David Martell, of charging supplier Chargemaster, said the lack of points can be very stressful for drivers. The Department of Transport said it plans to install 9,000 points by 2013.
The government had expected that 8,600 electric cars with lithium ion batteries will be sold by the end of this year and set a target ratio of 1.8 electric vehicles for every publicly available charging point. By that reckoning, there would need to be more than 4,700 recharging facilities before 2012.
However, research conducted for the BBC has shown that there are currently only 704 publicly available charging points. Delays in the creation of a public charging infrastructure have been caused at a local level by difficulties in laying power cables.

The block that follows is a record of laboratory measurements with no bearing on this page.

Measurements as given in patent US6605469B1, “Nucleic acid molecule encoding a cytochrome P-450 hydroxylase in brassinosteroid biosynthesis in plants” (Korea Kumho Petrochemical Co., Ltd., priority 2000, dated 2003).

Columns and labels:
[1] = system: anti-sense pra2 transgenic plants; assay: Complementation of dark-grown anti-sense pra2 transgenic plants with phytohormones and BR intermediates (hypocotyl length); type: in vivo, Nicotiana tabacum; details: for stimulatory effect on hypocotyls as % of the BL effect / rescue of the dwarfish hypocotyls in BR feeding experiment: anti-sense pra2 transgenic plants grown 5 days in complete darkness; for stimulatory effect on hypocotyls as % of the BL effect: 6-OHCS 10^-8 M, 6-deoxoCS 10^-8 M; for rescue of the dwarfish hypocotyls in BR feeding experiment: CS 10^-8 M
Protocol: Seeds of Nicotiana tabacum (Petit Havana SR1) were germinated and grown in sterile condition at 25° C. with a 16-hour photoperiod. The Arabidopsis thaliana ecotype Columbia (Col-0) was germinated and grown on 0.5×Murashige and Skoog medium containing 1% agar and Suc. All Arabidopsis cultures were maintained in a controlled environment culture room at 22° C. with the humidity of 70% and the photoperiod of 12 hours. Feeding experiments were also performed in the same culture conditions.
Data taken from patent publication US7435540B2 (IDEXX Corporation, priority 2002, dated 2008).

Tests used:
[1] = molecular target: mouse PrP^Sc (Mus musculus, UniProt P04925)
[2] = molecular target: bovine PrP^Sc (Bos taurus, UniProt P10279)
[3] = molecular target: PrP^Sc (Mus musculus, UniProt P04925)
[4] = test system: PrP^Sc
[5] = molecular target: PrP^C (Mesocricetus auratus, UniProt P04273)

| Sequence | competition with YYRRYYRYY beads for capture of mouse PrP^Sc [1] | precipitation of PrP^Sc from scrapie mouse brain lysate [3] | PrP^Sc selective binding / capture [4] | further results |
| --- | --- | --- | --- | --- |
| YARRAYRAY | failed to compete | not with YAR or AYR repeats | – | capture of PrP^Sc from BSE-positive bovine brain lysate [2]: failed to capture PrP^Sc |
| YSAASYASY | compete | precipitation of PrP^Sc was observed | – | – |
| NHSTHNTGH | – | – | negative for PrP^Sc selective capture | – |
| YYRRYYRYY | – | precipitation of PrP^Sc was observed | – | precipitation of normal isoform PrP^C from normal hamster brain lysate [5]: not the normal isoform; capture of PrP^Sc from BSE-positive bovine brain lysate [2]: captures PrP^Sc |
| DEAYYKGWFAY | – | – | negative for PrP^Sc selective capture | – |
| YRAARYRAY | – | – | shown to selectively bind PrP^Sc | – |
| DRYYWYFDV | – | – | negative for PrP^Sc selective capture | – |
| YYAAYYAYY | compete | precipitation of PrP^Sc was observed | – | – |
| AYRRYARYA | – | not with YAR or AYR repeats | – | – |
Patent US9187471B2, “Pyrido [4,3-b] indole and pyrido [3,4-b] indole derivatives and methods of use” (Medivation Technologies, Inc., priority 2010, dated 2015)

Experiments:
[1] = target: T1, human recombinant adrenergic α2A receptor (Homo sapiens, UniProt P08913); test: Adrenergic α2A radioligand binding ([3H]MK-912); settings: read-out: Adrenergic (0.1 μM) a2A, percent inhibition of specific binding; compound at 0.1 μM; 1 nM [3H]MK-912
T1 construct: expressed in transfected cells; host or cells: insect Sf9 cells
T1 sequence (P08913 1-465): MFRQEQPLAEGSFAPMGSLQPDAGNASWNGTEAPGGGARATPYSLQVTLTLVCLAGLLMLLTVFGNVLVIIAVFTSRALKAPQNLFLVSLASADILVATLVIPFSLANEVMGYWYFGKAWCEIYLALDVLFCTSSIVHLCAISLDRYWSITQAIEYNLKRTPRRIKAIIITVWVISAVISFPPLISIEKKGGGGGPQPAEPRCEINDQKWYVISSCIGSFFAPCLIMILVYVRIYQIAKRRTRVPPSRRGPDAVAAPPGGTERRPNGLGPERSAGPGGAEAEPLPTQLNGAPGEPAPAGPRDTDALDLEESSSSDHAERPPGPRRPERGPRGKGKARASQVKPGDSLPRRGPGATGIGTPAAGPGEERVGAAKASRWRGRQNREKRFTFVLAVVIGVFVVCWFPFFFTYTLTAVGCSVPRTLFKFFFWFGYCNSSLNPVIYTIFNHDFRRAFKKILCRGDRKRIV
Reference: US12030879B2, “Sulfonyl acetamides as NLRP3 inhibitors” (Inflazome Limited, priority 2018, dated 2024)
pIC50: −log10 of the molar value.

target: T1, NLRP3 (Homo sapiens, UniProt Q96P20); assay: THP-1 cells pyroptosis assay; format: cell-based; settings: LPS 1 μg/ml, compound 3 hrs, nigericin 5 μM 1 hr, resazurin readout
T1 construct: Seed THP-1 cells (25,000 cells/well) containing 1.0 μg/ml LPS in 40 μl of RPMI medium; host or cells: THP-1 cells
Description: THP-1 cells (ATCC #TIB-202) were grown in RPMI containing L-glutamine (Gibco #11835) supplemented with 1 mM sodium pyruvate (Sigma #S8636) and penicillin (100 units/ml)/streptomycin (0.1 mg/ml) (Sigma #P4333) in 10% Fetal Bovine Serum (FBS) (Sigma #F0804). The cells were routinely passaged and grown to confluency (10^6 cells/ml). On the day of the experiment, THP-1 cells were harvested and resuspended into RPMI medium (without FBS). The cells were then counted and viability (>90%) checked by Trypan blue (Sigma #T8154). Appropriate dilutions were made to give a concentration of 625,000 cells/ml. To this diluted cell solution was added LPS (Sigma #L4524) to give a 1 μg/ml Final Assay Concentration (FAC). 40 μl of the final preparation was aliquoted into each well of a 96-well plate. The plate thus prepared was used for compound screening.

The Department of Transport said it had provided up to £30m to kick-start installation in ‘test-bed’ areas. There are about 30 million vehicles on British roads – 3,000 of which are electric vehicles.
Mr Martell said many electric car drivers suffer from "range anxiety", which concerns their fear that they run the risk of running out of power due to a lack of charging points. "It’s a concern. It’s a barrier to some people," he said. Experts say that nearly two million of the cars on Britain’s roads will be electric powered by 2020.